Is your homeschool year starting back up differently than you imagined? (Or maybe you, like me, forgot to imagine what re-starting would be like.) Newbie and veteran homeschool parents alike experience the same phenomenon every January: the post-holidays slump.
All the excitement accompanying fresh adventure from the beginning of your school year feels like its been squashed under the greyness of January gloom.
I talked with a dear mama the other day who was feeling deflated with the lack of “progress” she saw in their homeschool as they re-started post-holidays. Sister, could I relate! I had the exact same conversation with God a few days earlier. To be technical, I had a whine fest, or at least a pre-whine fest (classified by getting out chocolate and eating with my eyes closed in an attempt to not hear my children fighting over Lego).
Me: All my boxes aren't checked off! *stuff chocolate in mouth* This year has not gone as I envisioned, and with Mom failing and the baby due this spring, I don't see us ever catching up to what I planned! *shake empty bag upside-down in vain hopes of generating more chocolate*
God: Remember when you first started homeschooling? WHY did you choose this journey? WHAT are you hoping to see in your kids when their “school” years are up? Did you really choose this path for the mathematics or the grammar curriculum or the science experience?
Ok, I had to admit, God had a point.
Sometimes, it's easy to lose sight of the forest for the trees.
While hiding in the pantry with a contraband bag of chocolate chips, I thought in terms of very, very, small pieces of goals: “master multiplication” or “phonics rules”, etc. But for our family, academics is NOT the #1 reason we're doing this. It's important, sure, but the bigger, over-arching question is not “did we check every academic box” but, “When my kids go off to college or get their first job or get married or whatever...what do I want to know I've given them?”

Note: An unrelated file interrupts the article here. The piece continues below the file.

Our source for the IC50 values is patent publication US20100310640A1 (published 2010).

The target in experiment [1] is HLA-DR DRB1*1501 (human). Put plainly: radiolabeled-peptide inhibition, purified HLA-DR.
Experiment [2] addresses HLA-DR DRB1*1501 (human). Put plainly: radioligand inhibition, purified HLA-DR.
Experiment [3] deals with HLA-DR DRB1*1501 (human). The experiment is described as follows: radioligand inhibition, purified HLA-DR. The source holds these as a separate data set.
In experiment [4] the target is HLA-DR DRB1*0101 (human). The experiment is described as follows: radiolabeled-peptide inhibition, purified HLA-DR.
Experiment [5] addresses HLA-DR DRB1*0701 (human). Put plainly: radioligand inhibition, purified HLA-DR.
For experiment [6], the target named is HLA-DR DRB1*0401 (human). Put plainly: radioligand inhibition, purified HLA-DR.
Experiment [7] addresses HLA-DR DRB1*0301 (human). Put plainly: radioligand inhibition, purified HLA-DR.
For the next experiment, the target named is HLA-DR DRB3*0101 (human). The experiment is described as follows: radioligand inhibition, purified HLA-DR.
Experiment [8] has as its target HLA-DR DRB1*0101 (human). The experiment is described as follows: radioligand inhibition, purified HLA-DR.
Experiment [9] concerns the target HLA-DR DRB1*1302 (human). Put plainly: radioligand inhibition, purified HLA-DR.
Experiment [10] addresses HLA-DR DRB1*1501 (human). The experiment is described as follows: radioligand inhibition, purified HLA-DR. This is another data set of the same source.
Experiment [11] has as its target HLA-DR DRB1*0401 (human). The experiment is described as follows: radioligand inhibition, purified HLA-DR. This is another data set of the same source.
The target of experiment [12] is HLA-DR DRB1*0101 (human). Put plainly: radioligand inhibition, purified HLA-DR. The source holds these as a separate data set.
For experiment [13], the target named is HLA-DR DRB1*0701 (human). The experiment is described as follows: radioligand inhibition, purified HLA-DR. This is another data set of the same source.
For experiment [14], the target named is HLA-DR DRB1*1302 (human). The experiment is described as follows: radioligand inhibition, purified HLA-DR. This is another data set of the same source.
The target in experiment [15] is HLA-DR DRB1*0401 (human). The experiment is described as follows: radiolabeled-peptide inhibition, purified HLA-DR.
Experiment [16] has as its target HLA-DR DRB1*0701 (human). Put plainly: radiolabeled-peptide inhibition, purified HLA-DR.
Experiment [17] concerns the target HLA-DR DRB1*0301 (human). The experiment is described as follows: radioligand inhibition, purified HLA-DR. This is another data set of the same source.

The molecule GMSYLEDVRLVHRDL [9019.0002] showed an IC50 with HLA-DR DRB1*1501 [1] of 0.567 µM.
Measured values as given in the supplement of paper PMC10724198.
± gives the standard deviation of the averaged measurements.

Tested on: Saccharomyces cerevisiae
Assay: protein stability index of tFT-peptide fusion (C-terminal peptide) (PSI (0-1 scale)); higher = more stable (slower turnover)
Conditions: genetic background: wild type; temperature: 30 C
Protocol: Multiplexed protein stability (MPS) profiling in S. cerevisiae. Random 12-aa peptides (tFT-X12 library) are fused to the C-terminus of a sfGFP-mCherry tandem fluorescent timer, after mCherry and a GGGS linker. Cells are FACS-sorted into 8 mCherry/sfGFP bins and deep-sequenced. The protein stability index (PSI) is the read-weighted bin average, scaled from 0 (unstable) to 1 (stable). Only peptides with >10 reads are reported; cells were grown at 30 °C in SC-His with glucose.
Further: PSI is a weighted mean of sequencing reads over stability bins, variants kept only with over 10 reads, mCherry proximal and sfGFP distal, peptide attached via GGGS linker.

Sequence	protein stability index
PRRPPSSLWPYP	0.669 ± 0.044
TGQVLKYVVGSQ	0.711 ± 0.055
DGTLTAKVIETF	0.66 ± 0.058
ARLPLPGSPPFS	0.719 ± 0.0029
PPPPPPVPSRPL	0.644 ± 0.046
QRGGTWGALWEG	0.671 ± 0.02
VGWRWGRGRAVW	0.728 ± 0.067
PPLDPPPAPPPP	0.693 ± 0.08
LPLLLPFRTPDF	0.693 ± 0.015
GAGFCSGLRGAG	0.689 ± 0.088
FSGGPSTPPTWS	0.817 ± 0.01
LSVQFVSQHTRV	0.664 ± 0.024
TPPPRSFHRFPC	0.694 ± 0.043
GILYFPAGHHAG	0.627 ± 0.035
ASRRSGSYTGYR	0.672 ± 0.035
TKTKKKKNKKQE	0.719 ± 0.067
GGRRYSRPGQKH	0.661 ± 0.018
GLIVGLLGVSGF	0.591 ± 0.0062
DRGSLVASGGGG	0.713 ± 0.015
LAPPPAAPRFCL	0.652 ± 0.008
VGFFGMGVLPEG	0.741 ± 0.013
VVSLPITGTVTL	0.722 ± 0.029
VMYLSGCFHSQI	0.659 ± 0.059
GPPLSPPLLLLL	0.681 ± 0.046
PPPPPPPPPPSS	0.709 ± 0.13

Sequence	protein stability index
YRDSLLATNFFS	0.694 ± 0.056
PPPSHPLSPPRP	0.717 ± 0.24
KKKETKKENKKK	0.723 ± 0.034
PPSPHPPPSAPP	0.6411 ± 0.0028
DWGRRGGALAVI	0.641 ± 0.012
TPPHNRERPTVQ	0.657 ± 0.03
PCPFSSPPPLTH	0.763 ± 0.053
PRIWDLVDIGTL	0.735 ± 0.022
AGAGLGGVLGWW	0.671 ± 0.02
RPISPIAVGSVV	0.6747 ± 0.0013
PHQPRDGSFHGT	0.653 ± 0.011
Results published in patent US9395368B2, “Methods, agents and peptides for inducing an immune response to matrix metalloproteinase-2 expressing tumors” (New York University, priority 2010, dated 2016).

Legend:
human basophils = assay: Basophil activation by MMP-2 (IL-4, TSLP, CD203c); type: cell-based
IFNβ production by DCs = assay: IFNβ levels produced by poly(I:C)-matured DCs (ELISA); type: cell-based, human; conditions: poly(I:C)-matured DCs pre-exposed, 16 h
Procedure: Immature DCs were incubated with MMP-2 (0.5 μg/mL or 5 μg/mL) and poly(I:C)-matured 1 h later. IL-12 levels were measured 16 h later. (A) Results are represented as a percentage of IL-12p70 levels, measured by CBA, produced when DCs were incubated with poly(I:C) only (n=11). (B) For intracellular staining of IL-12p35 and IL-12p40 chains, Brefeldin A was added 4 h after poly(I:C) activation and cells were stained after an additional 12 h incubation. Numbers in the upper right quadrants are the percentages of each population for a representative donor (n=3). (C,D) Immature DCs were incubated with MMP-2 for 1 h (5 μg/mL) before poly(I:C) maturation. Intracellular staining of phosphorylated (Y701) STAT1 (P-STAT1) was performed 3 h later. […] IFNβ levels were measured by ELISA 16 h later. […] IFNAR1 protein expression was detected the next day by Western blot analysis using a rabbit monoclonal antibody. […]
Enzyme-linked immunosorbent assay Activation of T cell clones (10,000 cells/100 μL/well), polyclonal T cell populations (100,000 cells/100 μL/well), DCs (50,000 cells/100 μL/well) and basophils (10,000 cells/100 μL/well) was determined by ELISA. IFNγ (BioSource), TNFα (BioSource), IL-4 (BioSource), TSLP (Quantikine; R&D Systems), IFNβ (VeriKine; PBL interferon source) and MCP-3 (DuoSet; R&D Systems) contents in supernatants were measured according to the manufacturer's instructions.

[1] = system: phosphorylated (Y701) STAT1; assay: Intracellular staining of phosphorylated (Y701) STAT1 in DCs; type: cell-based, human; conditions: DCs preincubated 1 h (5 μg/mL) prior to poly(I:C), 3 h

(BTW, if you haven't answered that question, yet, feel free to pause and write it down for yourself!)
Instead of feeling bound to a limited view of “progress” such as a specific chapter reached in History or a skill mastered in Math, God reminded me of the "master paradigm" to evaluate “progress.” My pity-party ended and I was free to ask, What have we experienced or invested time together as a family that is working toward those goals?
If you're wondering what this process looks like, take, for example, a goal for your child to be financially wise. With that ultimate goal in mind, ANY math lesson she's grasped so far will serve as building blocks of the concept of income and expense – even if she hasn't “caught up” yet with where you thought she'd be by this point in fourth grade math. For younger (and older) children, what about allowance or reward charts for chores? They definitely count toward money management skills, or, even if they're not monetary (ie they earn privileges vs. cash), of building responsibility and work ethic.
Speaking of responsibility, I'm pretty sure we all have various character goals on that list. Granted, kids are kids and likely haven't mastered a great deal yet (especially those dear high-spirited ones who seem to need various and sundry reminders...every 5 minutes). But, have you talked about and set family standards around things like table manners, courtesy, or reading social cues? Read a book together where the characters dealt with manners or handling emotions? Role-played potential scenarios as you munched dinner around the table? (I may or may not have had to literally role play – multiple times – with my high-spirited son that “angry face” and yelling “no!!” meant his brother was NOT happy with how the game was going.)
What about other “adulting” skills like home management? Cleaning one's room, folding laundry, drying dishes, making simple meals or snacks (all of which even your kindergartner is capable!)...all these count toward learning to care for a future home/apartment/shared space.
When your days are reviewed in this light, my guess is you have made WAY more progress on the things that matter most to your family than you realize! (Remember, dear fellow OCD sisters, progress is NOT the same as ultimate mastery. 🙂 )
So may I make a little suggestion as you face the second half of this “school year”? Start off by writing down the things that are most important to you to know you've given to/laid the groundwork for in your child. When you look at your days through this lens, un-filled worksheets aren't quite as bullying.
Most importantly, don't forget: God loves your children even more than you do. He gave them to you, and YOU to them...and He doesn't make mistakes. So ask Him into this conversation! Soak yourself in His Word so you know HIS perspective. All the well-meaning advice of homeschooling friends (including me...I'm human, too!), all the best “tricks” and “tools” offered by “experts”...NOTHING can stand before the counsel of God.
Go forward with grace, mama!